-- she would not approve! Instead, she would slap our hero plainly on the face (OMG WHY DID YOU HIT HIM?!@#) and walk away with Mister Jerk Assholing Jock Motherfucking Motherfucker. Nothing happens. Our hero would ride off into the sunset with wisdom and experience forever ingrained in his soul. He would cross this bridge and it would be symbolic of something. He would also quit his job, confirming a somewhat happy ending.

He would channel this into eight sloppily penciled paragraphs and he would get his 'A', baby. He would get his fucking 'A'.

Pencils down.

Two days later, he would receive his grade, an 'A' written in red with an encouraging "Good Work!" jotted on the side of two-day old loose leaf paper.

It was the shittiest thing he had ever written and he wished he was dead.

Those who know me know well my antipathy toward children. Well, perhaps antipathy is too strong a word; let's say that my opinion of most of them is not favorable. I think that in about 95% of the cases they are inconsiderate at best, and often downright mean, at least to each other. Apologists might admit this but claim that they behave so while being innocent of any malice, and it just takes some time to teach them how to get along in a civilized society. I dispute none of that, I just reiterate that I don't want to be around them until that's taken care of. I believe this to the degree that, at the age of 25 when I entered into a sexual relationship, I sat through the Are you sure you know what you're doing condescension ceremony that is the usually required prelude to having a vasectomy.

While I'm polite to people who insist on doing so, my friends know that I'm putting on a false face when I graciously review pictures of a coworker's new baby — or, God forbid, they actually bring the critters around — though I draw the line at actually oohing and ahing. I may or may not be comparable in this to W. C. Fields, though I have, on multiple occasions, happily performed dogsitting favors for friends; whether people might think this makes me a bit better, worse, or less consistent than M. Fields, I neither know nor care.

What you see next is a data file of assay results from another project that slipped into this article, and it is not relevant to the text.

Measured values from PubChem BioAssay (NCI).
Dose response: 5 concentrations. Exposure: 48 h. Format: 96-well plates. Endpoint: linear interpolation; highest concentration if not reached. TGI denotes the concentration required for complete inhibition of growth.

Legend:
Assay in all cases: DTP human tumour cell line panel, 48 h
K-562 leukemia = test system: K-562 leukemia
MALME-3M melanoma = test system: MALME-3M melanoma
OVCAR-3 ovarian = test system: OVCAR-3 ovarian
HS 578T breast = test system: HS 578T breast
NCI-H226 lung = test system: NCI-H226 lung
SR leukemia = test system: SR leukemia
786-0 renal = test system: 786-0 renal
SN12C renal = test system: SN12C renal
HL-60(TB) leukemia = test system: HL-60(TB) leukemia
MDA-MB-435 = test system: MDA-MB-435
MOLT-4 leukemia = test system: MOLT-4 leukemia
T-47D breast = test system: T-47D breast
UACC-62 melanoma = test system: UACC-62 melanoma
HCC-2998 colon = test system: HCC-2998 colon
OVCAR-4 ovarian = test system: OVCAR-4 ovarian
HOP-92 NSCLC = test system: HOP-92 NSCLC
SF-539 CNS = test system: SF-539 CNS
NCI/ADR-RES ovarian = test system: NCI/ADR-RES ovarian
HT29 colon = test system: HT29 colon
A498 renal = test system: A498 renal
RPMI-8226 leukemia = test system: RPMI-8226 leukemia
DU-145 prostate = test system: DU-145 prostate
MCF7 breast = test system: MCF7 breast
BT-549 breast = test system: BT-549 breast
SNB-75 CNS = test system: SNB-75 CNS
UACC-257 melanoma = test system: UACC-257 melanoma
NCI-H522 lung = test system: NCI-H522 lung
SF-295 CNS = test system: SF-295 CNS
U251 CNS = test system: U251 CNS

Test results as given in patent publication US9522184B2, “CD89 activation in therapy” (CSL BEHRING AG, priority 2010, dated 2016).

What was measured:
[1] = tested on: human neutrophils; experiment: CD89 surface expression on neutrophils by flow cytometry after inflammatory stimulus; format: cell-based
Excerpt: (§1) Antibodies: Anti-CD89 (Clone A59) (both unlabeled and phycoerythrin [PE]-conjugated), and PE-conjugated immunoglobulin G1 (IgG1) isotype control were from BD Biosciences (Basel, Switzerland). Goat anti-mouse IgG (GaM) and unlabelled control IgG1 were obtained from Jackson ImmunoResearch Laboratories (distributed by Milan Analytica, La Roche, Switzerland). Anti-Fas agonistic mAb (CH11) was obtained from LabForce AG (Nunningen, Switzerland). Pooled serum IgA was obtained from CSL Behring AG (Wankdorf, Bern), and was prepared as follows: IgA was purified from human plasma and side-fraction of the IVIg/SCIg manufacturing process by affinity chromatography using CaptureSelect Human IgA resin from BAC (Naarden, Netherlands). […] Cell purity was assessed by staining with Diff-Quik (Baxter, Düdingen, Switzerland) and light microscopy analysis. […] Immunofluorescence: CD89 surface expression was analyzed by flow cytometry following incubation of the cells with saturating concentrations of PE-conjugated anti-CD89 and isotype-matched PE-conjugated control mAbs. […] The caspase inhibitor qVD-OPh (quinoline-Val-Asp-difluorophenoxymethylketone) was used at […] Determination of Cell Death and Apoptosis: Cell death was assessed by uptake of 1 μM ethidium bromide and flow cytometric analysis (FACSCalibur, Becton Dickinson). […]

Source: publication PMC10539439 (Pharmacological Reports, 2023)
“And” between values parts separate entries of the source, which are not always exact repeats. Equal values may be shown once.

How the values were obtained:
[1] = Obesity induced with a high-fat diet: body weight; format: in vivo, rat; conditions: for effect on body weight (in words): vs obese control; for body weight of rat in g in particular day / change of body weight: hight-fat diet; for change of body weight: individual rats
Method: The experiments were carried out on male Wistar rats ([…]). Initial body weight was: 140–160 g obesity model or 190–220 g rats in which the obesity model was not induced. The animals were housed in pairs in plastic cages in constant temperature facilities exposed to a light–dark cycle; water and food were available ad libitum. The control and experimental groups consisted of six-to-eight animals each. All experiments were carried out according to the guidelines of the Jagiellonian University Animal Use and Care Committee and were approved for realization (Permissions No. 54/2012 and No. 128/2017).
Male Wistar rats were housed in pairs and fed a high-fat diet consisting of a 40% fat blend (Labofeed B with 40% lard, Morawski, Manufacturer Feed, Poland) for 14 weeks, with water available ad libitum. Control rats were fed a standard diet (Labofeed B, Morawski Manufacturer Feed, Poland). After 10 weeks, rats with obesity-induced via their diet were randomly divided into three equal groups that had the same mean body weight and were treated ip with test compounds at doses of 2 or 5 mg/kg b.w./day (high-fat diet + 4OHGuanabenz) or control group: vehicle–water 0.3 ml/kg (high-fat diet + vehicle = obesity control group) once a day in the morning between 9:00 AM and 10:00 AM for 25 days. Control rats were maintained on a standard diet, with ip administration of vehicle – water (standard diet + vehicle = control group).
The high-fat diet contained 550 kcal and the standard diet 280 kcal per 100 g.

Politeness and the performance of familial duties led me to travel three thousand miles from sea to shining sea to visit my brother Gary and his wife Sally a couple of months after they returned from Bolivia with their two newly adopted children; Clara, one, and Sam, five. Some close friends through the years have insisted that I be "Uncle Clarence" to their children when they later have some, but this was the first time and it was the real thing. And the challenge this time was of a totally different degree than before, as I would have to keep my game face on for two weeks. At least I declined their offer to put me up in their house, opting for a motel instead.

So I'm spending a few hours of each day of my vacation at their house, playing with Sam, watching Clara roll over onto her back, which is about the extent of her activities given that she's in a half-body cast. I also spend time after dinner cleaning up the floor around Clara's high chair; she really enjoys throwing food. (Cuteness factor: 0)

I took a road trip for a few days, visting Mitzi in South Carolina. Along the way, I picked up some stuffed animals and a silly toy for the kids, as any uncle/aunt/doting grandparent is expected to do. The toy, of course, was neat for an hour and then got tossed into the corner and forgotten about.

A day or two before my departure, I'm out in the back yard with them. I've been giving Sam horseyback rides, and now he's off inspecting a bug or something. A little less hectically, I'm relaxing in down dog, palms on the ground, back straight, heels not quite making contact, and Clara is slowly pulling herself along the grass under me.

And it occurs to me that this isn't the worst thing in the world. I'm still resolute in my determination to have no children of my own, but I can take some pleasure in hoping that this little time I'm sharing with my niece and nephew are helping them along the path from untamed animal to welcome member of society. Perhaps we've both been changed in some small way.